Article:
Thursday, 9 April 2015

Salford and the English Civil War

In the mid-seventeenth century, the River Irwell not only separated Manchester and Salford, it was a political fault line in the English Civil War (1642-1651). On one side lay Royalist Salford, on the other, Parliamentarian Manchester, at least as far as their powerful local gentry were concerned. In 1642, political tensions erupted into open bloodshed. During the conflict described below, the first casualty of the civil war occurred with the death of Richard Percival, a local linen weaver, from Kirkmanshulme.

Manchester Evening News 27 September 1975

click on images to enlarge

Defence of Manchester AD 1642
Manchester Murals

People mentioned in the text above:

Major John Byrom of Salford. He supported the Royalists, and was fined heavily by the Cromwellian Sequestration Committee. He was present at the festivities in Manchester marking the coronation of Charles II.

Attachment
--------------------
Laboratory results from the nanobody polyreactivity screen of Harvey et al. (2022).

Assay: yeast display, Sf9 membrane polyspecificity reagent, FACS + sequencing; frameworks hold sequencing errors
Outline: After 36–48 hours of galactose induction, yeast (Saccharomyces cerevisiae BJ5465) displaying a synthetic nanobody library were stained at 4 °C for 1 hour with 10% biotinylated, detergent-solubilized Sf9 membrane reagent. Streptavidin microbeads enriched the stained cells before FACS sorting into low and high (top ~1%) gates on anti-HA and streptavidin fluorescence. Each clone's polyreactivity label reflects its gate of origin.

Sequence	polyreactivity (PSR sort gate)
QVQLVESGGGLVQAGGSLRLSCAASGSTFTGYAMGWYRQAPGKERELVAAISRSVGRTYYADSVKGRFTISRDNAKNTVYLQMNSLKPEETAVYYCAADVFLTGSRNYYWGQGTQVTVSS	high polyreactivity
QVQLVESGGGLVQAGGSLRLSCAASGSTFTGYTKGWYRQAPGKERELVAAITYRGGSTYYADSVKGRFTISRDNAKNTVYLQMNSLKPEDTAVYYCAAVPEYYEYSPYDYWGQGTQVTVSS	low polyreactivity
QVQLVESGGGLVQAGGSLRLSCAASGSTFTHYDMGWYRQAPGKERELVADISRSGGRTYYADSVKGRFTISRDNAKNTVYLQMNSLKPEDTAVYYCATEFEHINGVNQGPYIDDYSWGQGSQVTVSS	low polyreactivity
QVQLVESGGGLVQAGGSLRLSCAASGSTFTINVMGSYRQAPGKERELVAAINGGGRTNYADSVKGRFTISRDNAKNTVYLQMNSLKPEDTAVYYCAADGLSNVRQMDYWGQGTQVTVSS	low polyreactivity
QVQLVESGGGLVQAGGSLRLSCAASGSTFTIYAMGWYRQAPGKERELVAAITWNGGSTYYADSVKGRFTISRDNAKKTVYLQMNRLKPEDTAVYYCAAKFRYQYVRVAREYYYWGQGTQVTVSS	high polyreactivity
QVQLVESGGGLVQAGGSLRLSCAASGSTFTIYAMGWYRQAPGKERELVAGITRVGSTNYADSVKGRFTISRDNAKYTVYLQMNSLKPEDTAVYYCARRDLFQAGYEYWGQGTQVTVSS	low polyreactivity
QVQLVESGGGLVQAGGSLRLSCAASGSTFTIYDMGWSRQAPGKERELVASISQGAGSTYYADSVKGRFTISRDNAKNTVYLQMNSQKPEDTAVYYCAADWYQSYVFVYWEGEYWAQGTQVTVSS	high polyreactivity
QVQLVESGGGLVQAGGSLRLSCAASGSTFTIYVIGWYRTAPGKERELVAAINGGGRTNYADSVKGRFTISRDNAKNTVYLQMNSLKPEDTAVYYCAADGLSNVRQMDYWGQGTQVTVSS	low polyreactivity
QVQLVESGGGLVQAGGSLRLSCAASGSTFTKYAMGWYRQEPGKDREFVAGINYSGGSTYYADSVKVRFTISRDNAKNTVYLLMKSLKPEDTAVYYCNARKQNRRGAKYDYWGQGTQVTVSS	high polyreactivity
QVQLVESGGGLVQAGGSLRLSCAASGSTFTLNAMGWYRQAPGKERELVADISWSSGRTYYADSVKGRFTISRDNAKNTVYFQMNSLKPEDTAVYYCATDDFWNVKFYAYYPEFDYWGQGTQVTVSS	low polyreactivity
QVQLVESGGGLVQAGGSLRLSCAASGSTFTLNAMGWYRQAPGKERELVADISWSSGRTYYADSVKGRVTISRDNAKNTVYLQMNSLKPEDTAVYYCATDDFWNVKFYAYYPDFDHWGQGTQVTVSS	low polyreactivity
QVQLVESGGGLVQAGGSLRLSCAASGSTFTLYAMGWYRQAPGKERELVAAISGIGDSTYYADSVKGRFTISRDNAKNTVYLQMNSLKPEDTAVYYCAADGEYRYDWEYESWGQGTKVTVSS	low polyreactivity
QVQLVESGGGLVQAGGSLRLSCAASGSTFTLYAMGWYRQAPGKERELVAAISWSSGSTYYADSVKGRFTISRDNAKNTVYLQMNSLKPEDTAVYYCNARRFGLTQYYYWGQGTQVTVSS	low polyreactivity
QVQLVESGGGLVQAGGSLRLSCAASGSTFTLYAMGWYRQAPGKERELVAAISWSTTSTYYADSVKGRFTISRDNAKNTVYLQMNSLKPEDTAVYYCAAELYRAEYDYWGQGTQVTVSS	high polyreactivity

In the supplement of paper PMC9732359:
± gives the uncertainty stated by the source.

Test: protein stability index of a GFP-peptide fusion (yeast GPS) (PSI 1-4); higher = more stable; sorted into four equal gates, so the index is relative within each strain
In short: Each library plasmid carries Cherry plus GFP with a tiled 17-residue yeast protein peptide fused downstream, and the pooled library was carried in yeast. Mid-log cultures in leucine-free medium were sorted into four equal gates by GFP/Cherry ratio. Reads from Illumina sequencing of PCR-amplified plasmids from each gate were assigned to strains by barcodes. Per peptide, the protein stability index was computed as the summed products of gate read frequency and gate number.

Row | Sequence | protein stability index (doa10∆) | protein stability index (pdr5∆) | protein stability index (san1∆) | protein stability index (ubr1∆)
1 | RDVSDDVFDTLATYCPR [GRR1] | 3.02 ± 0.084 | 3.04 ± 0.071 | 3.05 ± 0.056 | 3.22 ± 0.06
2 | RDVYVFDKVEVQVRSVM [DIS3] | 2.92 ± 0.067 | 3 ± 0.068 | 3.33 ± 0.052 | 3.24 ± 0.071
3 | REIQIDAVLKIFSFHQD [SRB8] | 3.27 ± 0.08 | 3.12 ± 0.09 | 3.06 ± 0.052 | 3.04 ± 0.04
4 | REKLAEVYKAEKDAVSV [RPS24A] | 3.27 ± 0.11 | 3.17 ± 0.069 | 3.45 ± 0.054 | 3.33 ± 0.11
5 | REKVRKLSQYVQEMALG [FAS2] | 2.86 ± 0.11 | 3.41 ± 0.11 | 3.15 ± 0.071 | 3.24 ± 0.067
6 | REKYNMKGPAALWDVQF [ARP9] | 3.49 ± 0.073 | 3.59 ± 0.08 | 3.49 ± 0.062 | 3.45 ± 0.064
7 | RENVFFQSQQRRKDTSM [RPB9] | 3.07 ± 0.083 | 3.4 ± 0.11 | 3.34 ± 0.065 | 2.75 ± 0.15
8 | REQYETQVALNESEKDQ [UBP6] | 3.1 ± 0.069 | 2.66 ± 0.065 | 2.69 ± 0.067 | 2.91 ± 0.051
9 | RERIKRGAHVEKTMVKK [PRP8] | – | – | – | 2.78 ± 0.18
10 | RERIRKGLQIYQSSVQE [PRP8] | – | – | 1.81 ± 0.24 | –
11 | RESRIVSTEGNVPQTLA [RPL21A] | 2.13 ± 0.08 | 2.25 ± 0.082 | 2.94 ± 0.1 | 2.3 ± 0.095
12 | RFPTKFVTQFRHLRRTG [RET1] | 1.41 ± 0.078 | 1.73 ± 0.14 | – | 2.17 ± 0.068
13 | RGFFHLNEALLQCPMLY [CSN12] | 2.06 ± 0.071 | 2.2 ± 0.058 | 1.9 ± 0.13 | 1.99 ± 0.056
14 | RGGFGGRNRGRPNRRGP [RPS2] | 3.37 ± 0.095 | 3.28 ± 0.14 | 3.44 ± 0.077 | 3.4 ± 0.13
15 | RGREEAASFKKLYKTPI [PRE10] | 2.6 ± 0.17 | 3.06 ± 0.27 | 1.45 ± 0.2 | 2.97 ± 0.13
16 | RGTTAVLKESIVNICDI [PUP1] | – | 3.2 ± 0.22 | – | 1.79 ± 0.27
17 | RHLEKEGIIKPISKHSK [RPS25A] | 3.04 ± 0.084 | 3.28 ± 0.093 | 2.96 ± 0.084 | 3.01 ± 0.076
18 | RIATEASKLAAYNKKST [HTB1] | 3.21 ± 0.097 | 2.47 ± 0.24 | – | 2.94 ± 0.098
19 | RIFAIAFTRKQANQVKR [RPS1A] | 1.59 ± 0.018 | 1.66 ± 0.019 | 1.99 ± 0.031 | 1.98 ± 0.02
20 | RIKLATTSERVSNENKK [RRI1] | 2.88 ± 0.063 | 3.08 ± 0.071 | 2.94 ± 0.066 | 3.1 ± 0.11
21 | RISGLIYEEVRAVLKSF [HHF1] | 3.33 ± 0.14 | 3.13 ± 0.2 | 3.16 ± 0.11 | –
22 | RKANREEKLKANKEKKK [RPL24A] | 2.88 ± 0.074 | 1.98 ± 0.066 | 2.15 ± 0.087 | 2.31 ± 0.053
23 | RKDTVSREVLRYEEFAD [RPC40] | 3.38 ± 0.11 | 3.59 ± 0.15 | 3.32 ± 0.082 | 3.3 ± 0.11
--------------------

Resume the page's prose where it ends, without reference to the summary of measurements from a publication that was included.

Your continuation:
Major John Byrom
Source: University of Leicester Special Collections

Sir Alexander Radclyffe supported the Royalist cause. He fought at the Battle of Edgehill, was wounded, captured, and was imprisoned in the Tower of London. He was the last Radclyffe to own Ordsall Hall.

Sir Alexander Radclyffe

Lord Strange (James Stanley, 7th Early of Derby) was the chief supporter of the Crown in Lancashire, and leader of the Royalist attempt to seize Manchester.

Lord Strange

Captain Thomas Standish of Duxbury, supporter of king, was killed on 29 September 1642, and buried at St. Laurence's Church, Chorley. He was shot by a marksman positioned in the tower of Manchester Cathedral. The rest of his family were Roundheads.

John Rosworm, German or Dutch mercenary and engineer serving the Parliamentarians. (Bygone Lancashire)

Lieutenant Colonel John Rosworm
Source: University of Leicester Special Collections

Victoria Bridge now stands on the site of the old Salford Bridge. Old Salford Bridge was built around 1365, and was subsequently rebuilt and widened. 

Old Salford Bridge

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